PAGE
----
When you need a tunneled CVC, you get medicine to help you relax and to make sure you don’t feel any pain. Your doctor makes two small cuts, then she eases the catheter into your vein and guides it toward your heart. The other end goes in the tunnel between the two cuts, and the lumens hang 6 to 10 inches out of your chest.

There’s a cuff in the part that sits in the tunnel, which helps hold the catheter in place. Your doctor then uses stitches to close the cuts and puts a dressing over both.

You might be a little sore after getting the catheter in, but that will pass within a couple of days. You’ll need to flush it and change the dressing regularly.

WebMD Medical Reference Reviewed by Melinda Ratini, DO, MS on December 13, 2016 ”

____________________________________________ 

 6.     https://www.healthline.com/health/breast-cancer-navigator/central-venous-catheters-picc-lines-versus-ports#1

“Central Venous Catheters: PICC Lines versus Ports

One decision you may need to make before beginning chemotherapy is whether you want your oncologist to insert a central venous catheter (CVC) for your treatment. A CVC, sometimes called a central line, is inserted into a large vein in the chest or upper arm.

Catheters are long, hollow plastic tubes that make it easier to put medicine, blood products, nutrients, or fluids directly into your bloodstream. A CVC can also make it easier to take blood samples for testing. Your oncologist may also decide a CVC is necessary if you’ll need to have continuous infusion chemotherapy, or treatment that lasts for 24 hours or more, or have treatment while at home. Some chemotherapy drugs are considered harmful if they leak outside your veins. These are called vesicants or irritants. Your oncologist may recommend a CVC to prevent this from occurring.

CVCs are considered more manageable than a regular intravenous (IV) catheter because they can stay in your body longer. Some CVCs can be left in your body for weeks, months, or years. But a regular IV catheter can only stay in for a few days. This means your oncologist or nurse will have to reinsert multiple IVs into your veins over the course of your treatment.

There are different types of CVCs that are used, but the most common are peripherally inserted central catheters (PICC lines) and ports. The type of CVC you’ll need depends on a few of the following factors, including which one your oncologist prefers:

  • How long you’ll need chemotherapy
  • How long it takes to inject your chemotherapy doses
  • How many drugs you’ll receive at once
  • Whether you have any other medical problems like blood clots or swelling

What’s a PICC Line?

A PICC line is put into a large vein in the arm by your oncologist or a specially trained nurse. The insertion doesn’t require surgery. Once the PICC is in place, the catheter tube will stick out of your skin. These are known as “tails” and you may have more than one.

Having catheters, including PICCs, outside of your body carries a risk of infection. To reduce the risk, you’ll need to take special care of the tube and the skin that surrounds the area where the line is inserted. The tubes also must be flushed every day with sterile solution to prevent blockage.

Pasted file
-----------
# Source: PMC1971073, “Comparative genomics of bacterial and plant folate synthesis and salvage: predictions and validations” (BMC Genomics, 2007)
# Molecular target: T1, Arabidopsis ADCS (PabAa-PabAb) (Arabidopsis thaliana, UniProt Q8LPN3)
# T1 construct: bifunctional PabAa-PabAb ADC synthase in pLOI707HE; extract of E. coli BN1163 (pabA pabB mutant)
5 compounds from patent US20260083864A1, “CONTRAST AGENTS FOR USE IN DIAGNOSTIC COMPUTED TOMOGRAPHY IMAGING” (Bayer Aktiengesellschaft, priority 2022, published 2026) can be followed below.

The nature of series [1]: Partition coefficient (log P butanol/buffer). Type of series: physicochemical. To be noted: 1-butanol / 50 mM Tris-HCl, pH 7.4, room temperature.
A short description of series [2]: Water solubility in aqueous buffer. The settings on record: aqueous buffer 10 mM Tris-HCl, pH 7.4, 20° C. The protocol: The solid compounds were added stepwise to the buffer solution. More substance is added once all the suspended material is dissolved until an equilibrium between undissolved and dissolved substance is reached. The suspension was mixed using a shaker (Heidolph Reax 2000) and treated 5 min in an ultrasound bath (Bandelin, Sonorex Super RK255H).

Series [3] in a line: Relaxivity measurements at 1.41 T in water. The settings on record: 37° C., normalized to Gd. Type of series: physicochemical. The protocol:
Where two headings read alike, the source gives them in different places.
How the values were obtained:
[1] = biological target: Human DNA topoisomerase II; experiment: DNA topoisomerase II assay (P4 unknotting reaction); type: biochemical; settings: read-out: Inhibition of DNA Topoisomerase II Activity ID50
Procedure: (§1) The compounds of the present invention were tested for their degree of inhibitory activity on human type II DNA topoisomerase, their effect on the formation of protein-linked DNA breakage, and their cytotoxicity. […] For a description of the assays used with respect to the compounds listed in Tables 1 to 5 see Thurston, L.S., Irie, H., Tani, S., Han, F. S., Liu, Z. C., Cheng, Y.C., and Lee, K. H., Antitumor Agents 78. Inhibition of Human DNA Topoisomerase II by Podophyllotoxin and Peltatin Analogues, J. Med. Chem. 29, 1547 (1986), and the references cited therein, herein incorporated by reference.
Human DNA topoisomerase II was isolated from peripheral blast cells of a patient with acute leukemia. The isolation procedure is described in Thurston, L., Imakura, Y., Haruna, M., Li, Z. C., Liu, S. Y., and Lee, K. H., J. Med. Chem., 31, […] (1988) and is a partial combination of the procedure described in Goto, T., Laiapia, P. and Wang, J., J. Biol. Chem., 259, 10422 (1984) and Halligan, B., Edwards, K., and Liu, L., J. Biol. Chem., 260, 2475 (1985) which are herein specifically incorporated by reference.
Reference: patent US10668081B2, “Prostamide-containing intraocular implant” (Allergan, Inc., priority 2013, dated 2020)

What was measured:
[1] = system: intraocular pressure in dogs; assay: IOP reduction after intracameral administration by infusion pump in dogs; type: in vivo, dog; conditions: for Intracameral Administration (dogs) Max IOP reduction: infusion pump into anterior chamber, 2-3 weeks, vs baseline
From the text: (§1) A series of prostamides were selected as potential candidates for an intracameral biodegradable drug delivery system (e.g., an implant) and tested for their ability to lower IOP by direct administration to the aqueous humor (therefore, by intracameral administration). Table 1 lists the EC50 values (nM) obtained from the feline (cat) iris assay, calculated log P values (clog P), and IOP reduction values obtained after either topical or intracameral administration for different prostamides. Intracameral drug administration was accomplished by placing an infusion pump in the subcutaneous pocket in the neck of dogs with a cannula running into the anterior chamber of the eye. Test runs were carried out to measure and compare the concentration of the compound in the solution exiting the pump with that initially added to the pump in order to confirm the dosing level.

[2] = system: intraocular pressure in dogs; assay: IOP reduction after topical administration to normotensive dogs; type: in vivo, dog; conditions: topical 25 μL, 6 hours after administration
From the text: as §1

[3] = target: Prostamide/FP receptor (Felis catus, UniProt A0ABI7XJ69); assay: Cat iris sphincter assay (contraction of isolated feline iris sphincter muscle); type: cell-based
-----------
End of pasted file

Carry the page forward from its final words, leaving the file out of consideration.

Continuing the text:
What’s a Port?

A port is a small drum made of plastic or metal with a rubber-like seal across the top. A thin tube (the line) goes from the drum into the vein. Ports are inserted under the skin in your chest or upper arm by a surgeon or radiologist.

After the port is put in place, you may only notice a small bump. There won’t be a catheter tail outside of the body. When it’s time for the port to be used, your skin will be numbed with a cream and a special needle will be inserted through the skin into the rubber seal.

PICC vs. Port

Although PICC lines and ports have the same purpose, there are a few differences between them:

  • PICC lines can stay in for several weeks or months. Ports can stay in as long as you need treatment, up to several years.
  • PICC lines require daily special cleaning and flushing. There’s less to care for with ports since they’re under the skin.
  • PICC lines can’t get wet. You’ll need to cover it with waterproof material when you bathe and you won’t be able to go swimming. With a port, you can bathe and swim.

To help get a better idea of what having a CVC may mean for you, you may want to ask your oncologist these questions:

  • Why are you recommending I should have a catheter or port?
  • What are the possible problems that can happen with a PICC or port?
  • Is inserting a catheter or port painful?
  • Will my health insurance cover all of the costs due for either device?
  • How long will the catheter or port be left in?
  • How do I take care of the catheter or port?

Work with your oncology treatment team to understand all the benefits and risks of CVC devices.”

________________________________________________________ 

7.     https://www.healthline.com/health/chemotherapy -

 Chemotherapy

 What Is Chemotherapy?

Chemotherapy is an aggressive form of chemical drug therapy meant to destroy rapidly growing cells in the body. It’s usually used to treat cancer, as cancer cells grow and divide faster than other cells. A doctor who specializes in cancer treatment is known as an oncologist. They’ll work with you to come up with your treatment plan.